Intended for healthcare professionals

Research Article

Penicillin prophylaxis in children with sickle cell disease in Brent.

British Medical Journal 1991; 302 doi: (Published 27 April 1991) Cite this as: British Medical Journal 1991;302:989
  1. D Cummins,
  2. R Heuschkel,
  3. S C Davies
  1. Department of Haematology, Central Middlesex Hospital, London.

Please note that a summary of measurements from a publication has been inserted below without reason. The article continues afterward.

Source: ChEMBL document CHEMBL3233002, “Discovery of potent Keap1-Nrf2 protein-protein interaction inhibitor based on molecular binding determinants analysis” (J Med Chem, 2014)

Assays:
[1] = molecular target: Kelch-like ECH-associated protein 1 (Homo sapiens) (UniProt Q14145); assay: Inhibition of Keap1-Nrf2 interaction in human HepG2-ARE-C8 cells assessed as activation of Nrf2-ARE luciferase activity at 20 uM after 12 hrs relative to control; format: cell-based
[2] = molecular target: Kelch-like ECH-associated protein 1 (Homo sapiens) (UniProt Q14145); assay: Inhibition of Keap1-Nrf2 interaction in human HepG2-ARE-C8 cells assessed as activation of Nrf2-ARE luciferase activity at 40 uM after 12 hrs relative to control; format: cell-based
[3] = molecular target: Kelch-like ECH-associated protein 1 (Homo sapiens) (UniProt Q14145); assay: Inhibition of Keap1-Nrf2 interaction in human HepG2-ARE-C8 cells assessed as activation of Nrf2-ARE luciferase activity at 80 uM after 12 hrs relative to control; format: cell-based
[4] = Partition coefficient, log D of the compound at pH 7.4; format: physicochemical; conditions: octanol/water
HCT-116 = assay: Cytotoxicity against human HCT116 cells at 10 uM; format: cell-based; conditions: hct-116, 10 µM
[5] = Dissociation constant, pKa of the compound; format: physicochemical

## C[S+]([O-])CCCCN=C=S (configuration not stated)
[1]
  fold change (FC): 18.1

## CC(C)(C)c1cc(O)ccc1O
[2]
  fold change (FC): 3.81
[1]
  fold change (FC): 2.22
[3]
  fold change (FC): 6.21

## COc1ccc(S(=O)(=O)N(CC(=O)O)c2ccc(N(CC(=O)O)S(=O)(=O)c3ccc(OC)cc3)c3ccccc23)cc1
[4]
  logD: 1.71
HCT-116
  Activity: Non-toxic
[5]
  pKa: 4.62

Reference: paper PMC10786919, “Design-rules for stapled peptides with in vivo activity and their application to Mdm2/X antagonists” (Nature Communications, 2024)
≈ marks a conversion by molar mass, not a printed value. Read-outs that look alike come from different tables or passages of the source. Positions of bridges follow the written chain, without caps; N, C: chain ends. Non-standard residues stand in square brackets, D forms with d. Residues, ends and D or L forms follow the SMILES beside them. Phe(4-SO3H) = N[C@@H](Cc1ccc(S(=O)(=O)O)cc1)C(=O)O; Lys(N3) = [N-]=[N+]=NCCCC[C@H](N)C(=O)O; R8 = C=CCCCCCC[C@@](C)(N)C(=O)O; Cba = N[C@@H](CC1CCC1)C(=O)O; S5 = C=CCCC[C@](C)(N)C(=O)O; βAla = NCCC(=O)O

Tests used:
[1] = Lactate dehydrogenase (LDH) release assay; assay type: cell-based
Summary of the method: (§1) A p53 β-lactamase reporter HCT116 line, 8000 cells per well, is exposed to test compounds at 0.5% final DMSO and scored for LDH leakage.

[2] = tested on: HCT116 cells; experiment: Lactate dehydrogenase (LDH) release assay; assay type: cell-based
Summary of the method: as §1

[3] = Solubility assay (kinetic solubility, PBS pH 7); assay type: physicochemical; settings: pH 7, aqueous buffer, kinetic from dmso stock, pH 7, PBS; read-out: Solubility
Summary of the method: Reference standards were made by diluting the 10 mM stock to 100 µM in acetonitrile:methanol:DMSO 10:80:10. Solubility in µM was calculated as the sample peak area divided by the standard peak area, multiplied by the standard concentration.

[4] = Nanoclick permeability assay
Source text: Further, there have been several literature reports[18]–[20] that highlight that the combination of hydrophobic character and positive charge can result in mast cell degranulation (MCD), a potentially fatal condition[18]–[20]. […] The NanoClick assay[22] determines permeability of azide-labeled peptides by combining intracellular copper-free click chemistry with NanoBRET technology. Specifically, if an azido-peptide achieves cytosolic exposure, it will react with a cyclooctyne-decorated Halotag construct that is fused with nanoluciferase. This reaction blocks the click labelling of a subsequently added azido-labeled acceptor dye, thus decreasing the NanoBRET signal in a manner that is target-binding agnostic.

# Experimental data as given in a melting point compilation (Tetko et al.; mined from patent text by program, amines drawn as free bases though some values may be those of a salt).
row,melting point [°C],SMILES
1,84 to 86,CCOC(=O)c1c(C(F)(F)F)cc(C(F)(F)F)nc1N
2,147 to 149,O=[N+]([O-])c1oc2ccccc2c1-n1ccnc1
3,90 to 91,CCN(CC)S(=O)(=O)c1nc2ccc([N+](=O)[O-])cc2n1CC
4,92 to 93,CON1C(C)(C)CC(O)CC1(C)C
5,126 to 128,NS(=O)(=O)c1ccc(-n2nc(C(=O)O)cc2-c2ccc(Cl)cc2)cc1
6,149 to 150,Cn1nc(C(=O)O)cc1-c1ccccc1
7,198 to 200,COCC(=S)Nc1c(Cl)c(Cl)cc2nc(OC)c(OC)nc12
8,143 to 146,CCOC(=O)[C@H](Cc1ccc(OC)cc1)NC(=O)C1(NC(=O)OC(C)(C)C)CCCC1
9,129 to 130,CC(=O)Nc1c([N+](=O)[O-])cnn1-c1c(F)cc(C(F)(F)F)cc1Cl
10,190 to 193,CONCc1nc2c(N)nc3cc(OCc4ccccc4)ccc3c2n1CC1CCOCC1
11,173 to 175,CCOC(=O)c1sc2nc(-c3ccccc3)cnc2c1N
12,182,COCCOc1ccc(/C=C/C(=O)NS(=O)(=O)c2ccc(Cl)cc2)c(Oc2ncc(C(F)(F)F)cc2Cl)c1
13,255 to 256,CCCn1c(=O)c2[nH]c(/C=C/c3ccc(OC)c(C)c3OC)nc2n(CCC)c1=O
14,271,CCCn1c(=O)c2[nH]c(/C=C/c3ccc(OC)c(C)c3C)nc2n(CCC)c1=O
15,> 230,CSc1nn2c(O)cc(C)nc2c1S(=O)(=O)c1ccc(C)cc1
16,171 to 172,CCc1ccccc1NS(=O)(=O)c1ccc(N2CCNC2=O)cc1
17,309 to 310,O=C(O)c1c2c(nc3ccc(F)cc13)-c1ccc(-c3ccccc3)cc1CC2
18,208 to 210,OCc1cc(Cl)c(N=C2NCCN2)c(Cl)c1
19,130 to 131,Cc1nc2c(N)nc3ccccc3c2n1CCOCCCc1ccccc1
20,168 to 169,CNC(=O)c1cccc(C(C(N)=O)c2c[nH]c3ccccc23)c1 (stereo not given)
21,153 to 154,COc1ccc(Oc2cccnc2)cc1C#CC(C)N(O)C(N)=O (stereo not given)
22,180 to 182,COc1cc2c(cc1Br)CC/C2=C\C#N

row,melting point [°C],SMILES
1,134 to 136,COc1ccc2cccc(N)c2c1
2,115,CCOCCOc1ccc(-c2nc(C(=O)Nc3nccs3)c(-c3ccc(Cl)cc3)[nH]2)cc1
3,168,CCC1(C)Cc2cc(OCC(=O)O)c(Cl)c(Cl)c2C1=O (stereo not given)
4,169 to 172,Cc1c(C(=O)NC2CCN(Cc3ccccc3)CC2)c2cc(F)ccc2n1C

OBJECTIVE--To assess compliance with oral penicillin prophylaxis in children with sickle cell disease and identify possible reasons for poor compliance. DESIGN--Closed questionnaires given to parents of children with sickle cell disease and general practitioners in Brent. Urine samples from 23 children were tested for penicillin. SETTING--Paediatric haematology clinic, Central Middlesex Hospital, and general practices in Brent. SUBJECTS--50 children (aged less than or equal to 16) attending clinic with sickle cell disease over six months (33 HbSS, 12 HbSC, five HbS beta thalassaemia). 30 general practitioners: 15 with the greatest number of patients with sickle cell disease on the Brent register; 15 selected randomly from family practitioner committee's list. MAIN OUTCOME MEASURES--Reported compliance with and awareness of importance of penicillin prophylaxis. Results of urine tests for penicillin. RESULTS--31 parents claimed that their children received penicillin every day and 19 that they received it most days (greater than or equal to 5 days a week). Penicillin was detected in only 10 of 23 urine samples tested. Parents and doctors seemed not to appreciate the importance of treatment: only eight parents were aware of the risk of death if penicillin were discontinued, and 16 doctors were unaware that regular penicillin prophylaxis prevents pneumococcal septicaemia and death in these children. CONCLUSIONS--Education for families with children with sickle cell disease must be improved. Specialised information and training are needed for doctors working in areas with a high prevalence of the disorder.